If ministers deny MPs a debate, Labour will put the threat of a general election on the table
Jeremy Corbyn has tabled a motion of no confidence in Theresa May in a dramatic bid to force a Parliamentary countdown to a general election.
The Labour leader made the shock move after the Prime Minister told MPs the meaningful vote on her Brexit deal would be delayed until the week beginning January 14.
At the end of May’s Commons statement, Corbyn got up to reveal he would deploy a little-used technique of calling for a confidence vote in the PM on Tuesday. May swiftly left the chamber soon afterwards.
Within minutes, Labour MPs were then privately told that if ministers refused Parliamentary time for the vote, the party would swiftly table a formal vote of confidence in the Government that could spark a general election.
Under the Fixed Term Parliament Act, an election can only take place against the will of a sitting PM if a majority of MPs vote for one.
On yet another day of heated debate, MPs had erupted with anger at the PM pushing back debate on her faltering withdrawal plans until after Christmas.
Corbyn surprised May by demanding a personal confidence vote in her premiership, a move aimed at pinning down the 117 Tory MPs who demanded her removal last week.
The motion would be non-binding, and largely a symbolic bid to exploit Conservative splits over Brexit and her leadership.
But HuffPost UK has also been told that Chief Whip Nick Brown told a weekly meeting of the Parliamentary Labour Party (PLP) that the party would immediately switch to a binding confidence vote in the Government itself if ministers refused to grant Commons time on Tuesday.
“He said that if the Tories don’t agree to the confidence vote in May then we will table a no confidence motion in the Government, which under the Fixed Term Parliament Act does have to be taken,” one MP said.
Asked if the escalation to a full confidence motion would be immediate, Brown told MPs it would.
Shadow Cabinet minister Barry Gardiner told Channel 4 News Labour’s tactic were “about escalating pressure incrementally”.
Labour surprised the Tories when Corbyn failed to push the confidence issue at the start of his first response to May’s statement.
Shadow Chancellor John McDonnell went on TV to say that Labour had won a victory in forcing May into announcing a specific date for her Brexit vote.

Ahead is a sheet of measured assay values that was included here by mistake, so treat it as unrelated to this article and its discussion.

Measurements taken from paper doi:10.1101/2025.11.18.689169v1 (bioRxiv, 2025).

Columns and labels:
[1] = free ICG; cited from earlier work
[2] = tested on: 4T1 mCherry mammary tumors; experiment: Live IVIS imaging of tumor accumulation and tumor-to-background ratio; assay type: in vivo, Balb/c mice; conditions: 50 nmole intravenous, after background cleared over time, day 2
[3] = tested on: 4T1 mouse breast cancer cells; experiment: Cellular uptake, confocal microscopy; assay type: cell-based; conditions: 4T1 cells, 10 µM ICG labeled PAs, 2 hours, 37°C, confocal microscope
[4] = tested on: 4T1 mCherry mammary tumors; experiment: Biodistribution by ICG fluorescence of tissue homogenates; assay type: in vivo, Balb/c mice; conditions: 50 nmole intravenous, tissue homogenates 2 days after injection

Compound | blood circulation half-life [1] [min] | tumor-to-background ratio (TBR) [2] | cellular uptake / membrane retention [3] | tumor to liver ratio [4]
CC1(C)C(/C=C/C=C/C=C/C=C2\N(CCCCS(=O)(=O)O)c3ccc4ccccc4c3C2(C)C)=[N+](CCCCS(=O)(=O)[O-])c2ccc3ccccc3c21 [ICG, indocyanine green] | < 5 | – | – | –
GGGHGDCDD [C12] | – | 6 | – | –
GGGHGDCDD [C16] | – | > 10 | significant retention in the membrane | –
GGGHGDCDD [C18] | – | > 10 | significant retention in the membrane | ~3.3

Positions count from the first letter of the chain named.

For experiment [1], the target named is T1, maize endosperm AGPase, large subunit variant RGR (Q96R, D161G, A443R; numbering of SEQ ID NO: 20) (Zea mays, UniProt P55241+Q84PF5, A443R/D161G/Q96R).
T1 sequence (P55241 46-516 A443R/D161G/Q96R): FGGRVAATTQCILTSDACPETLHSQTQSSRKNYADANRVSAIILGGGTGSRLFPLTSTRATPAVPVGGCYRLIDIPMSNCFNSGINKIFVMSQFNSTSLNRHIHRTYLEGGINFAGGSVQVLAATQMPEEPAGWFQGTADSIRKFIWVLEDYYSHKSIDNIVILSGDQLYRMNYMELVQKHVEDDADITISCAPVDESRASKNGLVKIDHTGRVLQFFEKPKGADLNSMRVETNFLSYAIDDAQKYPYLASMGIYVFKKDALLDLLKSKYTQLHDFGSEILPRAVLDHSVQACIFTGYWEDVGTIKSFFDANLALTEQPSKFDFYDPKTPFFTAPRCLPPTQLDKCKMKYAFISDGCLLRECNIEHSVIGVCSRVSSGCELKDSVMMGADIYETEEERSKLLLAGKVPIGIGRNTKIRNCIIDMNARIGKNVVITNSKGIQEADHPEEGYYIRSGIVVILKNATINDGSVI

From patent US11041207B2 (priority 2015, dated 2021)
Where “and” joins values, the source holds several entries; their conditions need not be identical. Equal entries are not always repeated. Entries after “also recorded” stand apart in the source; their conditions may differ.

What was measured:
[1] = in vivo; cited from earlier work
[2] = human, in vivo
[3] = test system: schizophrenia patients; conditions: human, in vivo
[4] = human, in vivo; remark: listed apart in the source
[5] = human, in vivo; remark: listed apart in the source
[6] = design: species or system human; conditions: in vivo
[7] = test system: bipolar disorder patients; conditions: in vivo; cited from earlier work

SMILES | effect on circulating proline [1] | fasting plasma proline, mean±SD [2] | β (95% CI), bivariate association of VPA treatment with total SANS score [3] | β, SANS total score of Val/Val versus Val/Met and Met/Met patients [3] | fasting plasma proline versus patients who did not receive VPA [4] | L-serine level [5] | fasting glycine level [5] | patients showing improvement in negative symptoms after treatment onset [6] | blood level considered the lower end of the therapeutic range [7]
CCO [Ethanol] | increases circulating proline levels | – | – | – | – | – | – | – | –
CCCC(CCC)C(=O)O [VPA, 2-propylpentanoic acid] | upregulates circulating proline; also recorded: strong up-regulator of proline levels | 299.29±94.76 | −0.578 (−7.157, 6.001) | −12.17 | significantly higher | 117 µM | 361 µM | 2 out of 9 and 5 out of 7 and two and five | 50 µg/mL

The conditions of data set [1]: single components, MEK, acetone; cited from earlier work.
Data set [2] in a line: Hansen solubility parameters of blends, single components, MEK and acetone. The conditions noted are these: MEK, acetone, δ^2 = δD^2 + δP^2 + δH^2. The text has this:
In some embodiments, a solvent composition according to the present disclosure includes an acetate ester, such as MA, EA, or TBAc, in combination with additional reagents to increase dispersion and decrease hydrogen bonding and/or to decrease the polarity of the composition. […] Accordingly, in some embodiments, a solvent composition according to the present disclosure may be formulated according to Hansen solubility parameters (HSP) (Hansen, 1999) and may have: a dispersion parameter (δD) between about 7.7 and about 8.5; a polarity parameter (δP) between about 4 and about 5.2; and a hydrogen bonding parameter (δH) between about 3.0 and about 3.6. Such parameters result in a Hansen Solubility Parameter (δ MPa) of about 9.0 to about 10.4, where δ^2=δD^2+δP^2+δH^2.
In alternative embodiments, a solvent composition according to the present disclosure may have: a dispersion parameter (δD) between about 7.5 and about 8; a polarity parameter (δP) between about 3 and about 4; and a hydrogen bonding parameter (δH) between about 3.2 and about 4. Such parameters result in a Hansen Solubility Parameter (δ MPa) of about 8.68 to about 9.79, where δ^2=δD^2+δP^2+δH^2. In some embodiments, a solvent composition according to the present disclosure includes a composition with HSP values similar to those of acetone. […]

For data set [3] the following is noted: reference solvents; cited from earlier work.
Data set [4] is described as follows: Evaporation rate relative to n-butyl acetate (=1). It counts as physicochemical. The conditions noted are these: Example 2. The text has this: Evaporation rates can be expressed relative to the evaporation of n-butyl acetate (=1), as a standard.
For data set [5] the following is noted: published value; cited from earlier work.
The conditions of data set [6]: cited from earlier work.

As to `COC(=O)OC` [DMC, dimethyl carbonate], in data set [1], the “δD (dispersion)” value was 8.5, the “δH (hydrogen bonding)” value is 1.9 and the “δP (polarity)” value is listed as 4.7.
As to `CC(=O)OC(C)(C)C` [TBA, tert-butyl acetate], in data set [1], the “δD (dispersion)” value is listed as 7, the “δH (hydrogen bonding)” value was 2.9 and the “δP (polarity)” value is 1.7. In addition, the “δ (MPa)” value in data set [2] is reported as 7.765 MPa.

But a senior No.10 source said that the party had been caught out by the PM’s announcement.
“For a party that’s trying to present itself as a government in waiting, it’s been utterly shambolic.”
Earlier, Corbyn raised a point of order in the Commons after May had been updating MPs on Brexit negotiations for one hour and 30 minutes.
“I have listened very carefully to all of the answers the prime minister gave during this lengthy exchange today,” he said.
“I have listened very carefully to what members on all sides of the house have said and it is very clear that it is very bad, unacceptable, that we should be waiting almost a month before we have a meaningful vote on a crucial issue facing the future of this country.
“The prime minister has obdurately refused that to ensure that a vote took place on the day she agreed, she has refused to allow a vote to take place this week and is now I assume thinking the vote will be on January 14, almost a month away.”
Corbyn said the PM’s offer was “unacceptable”.
He added: “As the only way I can think of of ensuring a vote takes place this week I am about to table a motion which says the following:
“That this house has no confidence in the prime minister due to her failure to allow the House of Commons to have a meaningful vote straight away on the withdrawal agreement and framework for future relationships between the UK and the European Union and that will be table immediately.”
Speaker John Bercow offered the PM a chance to respond, but she declined.
A Labour source told HuffPost: “It’s clearly a confidence motion. The government must find time to debate this tomorrow.
“If they refuse to do so it is because she does not retain the confidence of the House of Commons and they know she would lose.”
Labour would need the support of some DUP MPs and Tory Brexiteers for Corbyn’s motion to succeed.
HuffPost UK learnt last week that talks between Labour and DUP were held, a senior Corbyn ally said it was “unlikely” Arlene Foster’s party would back them.
An unholy alliance with Conservative backbenchers also seemed unlikely.
Jacob Rees-Mogg, the influential chair of the Tory faction of eurosceptic MPs, the European Research Group (ERG), meanwhile, told May he would support her.
He congratulated her “on winning the confidence of the Conservatives in this House last week”, adding that he wanted to “assure her that she therefore commands my confidence too”.
A statement released by the ERG in the minutes after the motion being tabled, added: “ERG members will of course be voting with the Government on this meaningless Labour motion.”